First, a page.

The Kindness of ‘Beasts’

Chimpby  Mark Rowlands

When I became a father for the first time, at the ripe old age of 44, various historical contingencies saw to it that my nascent son would be sharing his home with two senescent canines.

There was Nina, an endearing though occasionally ferocious German shepherd/Malamute cross. And there was Tess, a wolf-dog mix who, though gentle, had some rather highly developed predatory instincts. So, I was a little concerned about how the co-sharing arrangements were going to work. As things turned out, I needn’t have worried.

During the year or so that their old lives overlapped with that of my son, I was alternately touched, shocked, amazed, and dumbfounded by the kindness and patience they exhibited towards him. They would follow him from room to room, everywhere he went in the house, and lie down next to him while he slept. Crawled on, dribbled on, kicked, elbowed and kneed: these occurrences were all treated with a resigned fatalism.

The fingers in the eye they received on a daily basis would be shrugged off with an almost Zen-like calm. In many respects, they were better parents than me. If my son so much as squeaked during the night, I would instantly feel two cold noses pressed in my face: get up, you negligent father — your son needs you.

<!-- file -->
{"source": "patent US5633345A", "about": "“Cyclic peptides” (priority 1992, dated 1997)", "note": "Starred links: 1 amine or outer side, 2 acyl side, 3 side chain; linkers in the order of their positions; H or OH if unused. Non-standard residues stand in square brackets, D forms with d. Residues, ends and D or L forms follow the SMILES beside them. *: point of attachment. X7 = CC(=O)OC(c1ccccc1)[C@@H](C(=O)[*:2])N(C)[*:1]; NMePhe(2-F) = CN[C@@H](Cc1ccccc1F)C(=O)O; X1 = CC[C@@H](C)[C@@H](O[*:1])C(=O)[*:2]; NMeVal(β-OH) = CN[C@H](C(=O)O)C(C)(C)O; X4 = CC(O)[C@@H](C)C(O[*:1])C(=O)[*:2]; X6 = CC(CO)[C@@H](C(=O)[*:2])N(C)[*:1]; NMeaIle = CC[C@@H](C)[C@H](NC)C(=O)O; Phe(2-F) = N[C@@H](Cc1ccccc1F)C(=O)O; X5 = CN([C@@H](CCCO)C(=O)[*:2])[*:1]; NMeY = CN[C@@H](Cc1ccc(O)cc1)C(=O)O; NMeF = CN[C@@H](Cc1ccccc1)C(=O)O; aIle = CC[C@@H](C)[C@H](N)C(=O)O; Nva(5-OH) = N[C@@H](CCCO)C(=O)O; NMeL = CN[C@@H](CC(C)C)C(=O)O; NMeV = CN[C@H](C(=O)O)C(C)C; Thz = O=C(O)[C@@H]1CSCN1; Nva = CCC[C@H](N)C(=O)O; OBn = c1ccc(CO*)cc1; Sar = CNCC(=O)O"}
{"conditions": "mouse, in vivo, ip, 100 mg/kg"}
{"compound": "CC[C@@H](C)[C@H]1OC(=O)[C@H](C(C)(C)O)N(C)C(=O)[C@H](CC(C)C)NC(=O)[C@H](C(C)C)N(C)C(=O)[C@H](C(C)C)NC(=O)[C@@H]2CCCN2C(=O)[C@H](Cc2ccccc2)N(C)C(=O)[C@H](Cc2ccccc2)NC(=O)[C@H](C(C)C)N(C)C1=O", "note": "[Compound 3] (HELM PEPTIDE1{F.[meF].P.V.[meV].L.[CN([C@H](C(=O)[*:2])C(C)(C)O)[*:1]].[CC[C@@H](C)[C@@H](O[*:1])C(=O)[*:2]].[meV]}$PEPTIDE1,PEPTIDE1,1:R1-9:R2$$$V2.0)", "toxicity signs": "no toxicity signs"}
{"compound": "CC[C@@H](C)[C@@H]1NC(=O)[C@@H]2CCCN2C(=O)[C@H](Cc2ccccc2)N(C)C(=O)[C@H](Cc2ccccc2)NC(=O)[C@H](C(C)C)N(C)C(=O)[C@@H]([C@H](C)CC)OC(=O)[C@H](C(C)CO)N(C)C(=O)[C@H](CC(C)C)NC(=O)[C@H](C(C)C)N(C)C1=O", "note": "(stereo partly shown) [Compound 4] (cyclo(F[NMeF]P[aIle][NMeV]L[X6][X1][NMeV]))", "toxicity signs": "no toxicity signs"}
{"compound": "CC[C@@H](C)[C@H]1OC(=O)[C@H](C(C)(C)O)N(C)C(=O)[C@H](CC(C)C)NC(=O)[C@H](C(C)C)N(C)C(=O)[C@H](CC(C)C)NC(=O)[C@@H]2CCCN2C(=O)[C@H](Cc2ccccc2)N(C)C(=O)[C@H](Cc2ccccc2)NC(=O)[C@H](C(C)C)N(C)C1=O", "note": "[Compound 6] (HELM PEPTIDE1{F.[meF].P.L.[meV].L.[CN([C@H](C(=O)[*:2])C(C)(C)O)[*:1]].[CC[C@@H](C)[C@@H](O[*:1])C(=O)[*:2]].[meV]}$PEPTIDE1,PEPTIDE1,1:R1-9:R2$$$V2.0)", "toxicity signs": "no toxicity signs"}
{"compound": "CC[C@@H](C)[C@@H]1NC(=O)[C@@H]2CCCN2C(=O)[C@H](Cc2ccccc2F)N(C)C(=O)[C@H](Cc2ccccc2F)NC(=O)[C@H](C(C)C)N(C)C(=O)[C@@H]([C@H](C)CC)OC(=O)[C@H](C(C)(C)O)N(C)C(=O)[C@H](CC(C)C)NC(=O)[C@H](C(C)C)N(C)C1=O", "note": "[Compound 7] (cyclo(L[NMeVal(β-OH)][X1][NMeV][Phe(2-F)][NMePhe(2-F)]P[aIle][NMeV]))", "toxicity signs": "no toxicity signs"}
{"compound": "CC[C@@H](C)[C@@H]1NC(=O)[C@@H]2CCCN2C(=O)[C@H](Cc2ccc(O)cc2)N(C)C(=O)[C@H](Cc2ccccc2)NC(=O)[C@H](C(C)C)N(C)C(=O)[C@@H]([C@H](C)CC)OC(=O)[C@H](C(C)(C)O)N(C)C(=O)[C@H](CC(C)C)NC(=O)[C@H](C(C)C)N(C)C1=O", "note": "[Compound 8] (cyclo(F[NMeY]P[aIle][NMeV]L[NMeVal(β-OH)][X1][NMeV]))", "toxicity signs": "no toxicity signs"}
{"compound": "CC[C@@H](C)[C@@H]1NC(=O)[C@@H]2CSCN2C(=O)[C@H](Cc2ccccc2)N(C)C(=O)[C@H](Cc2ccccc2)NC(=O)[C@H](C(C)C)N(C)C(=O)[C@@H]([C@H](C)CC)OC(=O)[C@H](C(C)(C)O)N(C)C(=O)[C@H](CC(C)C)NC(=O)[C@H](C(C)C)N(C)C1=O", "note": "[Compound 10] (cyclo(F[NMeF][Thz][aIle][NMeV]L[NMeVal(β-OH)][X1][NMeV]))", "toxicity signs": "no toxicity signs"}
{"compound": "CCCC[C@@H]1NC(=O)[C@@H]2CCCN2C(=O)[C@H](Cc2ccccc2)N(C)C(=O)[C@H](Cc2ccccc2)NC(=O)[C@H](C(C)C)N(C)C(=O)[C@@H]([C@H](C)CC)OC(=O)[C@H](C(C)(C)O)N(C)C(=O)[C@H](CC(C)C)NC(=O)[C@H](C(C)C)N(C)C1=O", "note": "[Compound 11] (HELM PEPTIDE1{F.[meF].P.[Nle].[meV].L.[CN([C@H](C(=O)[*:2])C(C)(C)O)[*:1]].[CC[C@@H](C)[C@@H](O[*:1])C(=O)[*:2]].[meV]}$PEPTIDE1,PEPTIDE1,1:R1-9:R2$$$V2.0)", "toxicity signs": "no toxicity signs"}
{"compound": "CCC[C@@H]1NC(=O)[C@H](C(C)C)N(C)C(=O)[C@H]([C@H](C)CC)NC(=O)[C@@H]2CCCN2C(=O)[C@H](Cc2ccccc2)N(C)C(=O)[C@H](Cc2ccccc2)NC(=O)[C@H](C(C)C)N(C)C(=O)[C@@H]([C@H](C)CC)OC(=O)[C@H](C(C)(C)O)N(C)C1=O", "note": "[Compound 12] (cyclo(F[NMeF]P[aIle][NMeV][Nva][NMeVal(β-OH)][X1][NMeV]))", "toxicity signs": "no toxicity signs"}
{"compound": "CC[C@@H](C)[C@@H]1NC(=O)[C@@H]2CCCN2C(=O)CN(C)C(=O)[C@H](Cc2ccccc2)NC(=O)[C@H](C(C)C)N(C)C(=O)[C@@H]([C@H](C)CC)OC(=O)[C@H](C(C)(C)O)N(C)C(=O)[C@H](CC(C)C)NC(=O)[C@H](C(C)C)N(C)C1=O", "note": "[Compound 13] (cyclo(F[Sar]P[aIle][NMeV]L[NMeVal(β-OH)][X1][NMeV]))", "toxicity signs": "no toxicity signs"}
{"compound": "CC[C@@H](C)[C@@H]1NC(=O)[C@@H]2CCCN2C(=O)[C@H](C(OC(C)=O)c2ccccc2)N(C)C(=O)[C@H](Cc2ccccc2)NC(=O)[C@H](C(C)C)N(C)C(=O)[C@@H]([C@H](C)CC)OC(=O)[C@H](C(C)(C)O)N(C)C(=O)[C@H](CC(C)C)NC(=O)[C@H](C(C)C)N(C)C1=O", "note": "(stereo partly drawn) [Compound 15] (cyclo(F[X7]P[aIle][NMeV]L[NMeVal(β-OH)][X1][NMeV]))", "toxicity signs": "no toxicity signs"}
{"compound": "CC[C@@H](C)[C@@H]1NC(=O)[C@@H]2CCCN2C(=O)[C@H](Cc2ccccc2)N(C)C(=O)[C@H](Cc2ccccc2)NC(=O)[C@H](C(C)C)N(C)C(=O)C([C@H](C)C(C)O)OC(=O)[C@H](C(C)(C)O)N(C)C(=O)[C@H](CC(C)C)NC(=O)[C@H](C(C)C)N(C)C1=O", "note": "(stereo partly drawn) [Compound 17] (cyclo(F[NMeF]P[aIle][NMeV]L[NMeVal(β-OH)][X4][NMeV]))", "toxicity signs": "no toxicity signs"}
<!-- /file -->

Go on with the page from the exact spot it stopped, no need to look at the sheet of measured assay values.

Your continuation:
Kindness and patience seem to have a clear moral dimension. They are forms of what we might call ‘concern’ — emotional states that have as their focus the well being of another — and concern for the welfare of others lies at the heart of morality. If Nina and Tess were concerned for the welfare of my son then, perhaps, they were acting morally: their behavior had, at least in part, a moral motivation. And so, in those foggy, sleepless nights of early fatherhood, a puzzle was born inside of me, one that has been gnawing away at me ever since.

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